The authors of the Clean Air Act of 1970 figured, rightly, that nothing would concentrate the minds of America's engineers like having to meet a deadline. At the time, controlling smog seemed very much an engineering job, to be accomplished with technology and perhaps some modest adjustments in life style.
But 17 years of experience has proved them wrong. For Southern California, at least, the framers of the clean-air act did not reckon on a growth in population and automobiles that would overwhelm technology. It was only dimly perceived then that pollution controls installed in one decade would lose ground against a doubling of the number of new polluters in the next.
Southern California, spending billions of dollars on smog controls in the process, has made progress even against those odds. It has reduced the amount of ozone in its air by 50% over a recent 12-year period. It sharply cut the number of days in which smog was very bad. It did all of this during a time when the number of automobiles on the road doubled and the number of miles driven more than doubled. But for all that, the air will still fail to meet federal standards when the clock strikes 12 on New Year's Eve, the deadline.
Setting target dates for wringing pollutants out of the air has served a purpose. Deadlines probably have prodded some air-pollution agencies to work harder than they might have otherwise. They are useful measures of how much has been done and how much more there is to do. In recent weeks, however, they have served largely to concentrate the mind not on smog but on the deadlines themselves.
Congress is wrestling with conflicting formulas for extending the deadlines again but setting more rigid requirements for reducing pollution. The Environmental Protection Agency has announced it will make up its own set of rules, a decision of doubtful legality that probably would serve largely to concentrate the mind on court arguments.
Southern California will pass the Dec. 3l deadline wildly out of compliance with federal standards on some forms of air pollution. For one thing, it will have three times as much ozone in the air as the law allows. It will be closer than anyone might have dreamed a decade ago to meeting the standard for oxides of nitrogen, which combine with hydrocarbons to create ozone.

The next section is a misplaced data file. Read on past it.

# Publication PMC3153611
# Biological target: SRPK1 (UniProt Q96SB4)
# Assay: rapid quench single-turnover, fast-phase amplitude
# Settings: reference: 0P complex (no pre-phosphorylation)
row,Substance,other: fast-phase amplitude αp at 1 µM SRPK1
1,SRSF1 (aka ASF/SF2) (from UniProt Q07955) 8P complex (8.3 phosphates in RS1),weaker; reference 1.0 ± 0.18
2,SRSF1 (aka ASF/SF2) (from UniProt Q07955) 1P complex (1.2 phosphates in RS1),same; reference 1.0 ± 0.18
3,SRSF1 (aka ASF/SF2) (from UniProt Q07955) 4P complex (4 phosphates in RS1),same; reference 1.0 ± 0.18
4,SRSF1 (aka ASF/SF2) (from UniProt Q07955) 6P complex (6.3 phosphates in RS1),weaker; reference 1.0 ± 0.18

Some of that resulted from pollution controls that were too timid, from smog agencies' losing arguments that more effective controls would inhibit growth in the economy. Part of the failure to move faster is a result of overestimating what technology could do and underestimating the difficulty of persuading people to change the way they live if it would help clean up the air. For some, even a small effort like switching from oil-based paint to paint that does not release hydrocarbons into the air is an unthinkable intrusion on freedom of choice.
Will the future of air pollution be less dismal than the past? There are signs that it will. According to some poll results, Southern Californians are more willing to pay for cleaner air than political leaders imagined. The South Coast Air Quality Management District, which regulates polluters in Los Angeles, Orange, Riverside and San Bernardino counties, has important new powers under a law sponsored by state Sen. Robert Presley (D-Riverside), a bigger budget, and new management that seems determined to use those powers.
The people of Southern California know better than anyone in Washington that their air is dirtier than any other in the United States. They will not be cleaning it up just to satisfy a federal standard but to help those who live in, and often suffer dreadfully from, dirty air. In that setting, deadlines may help but the controls are what count.
Tightening up pollution controls is where Californians should, and will, concentrate their minds.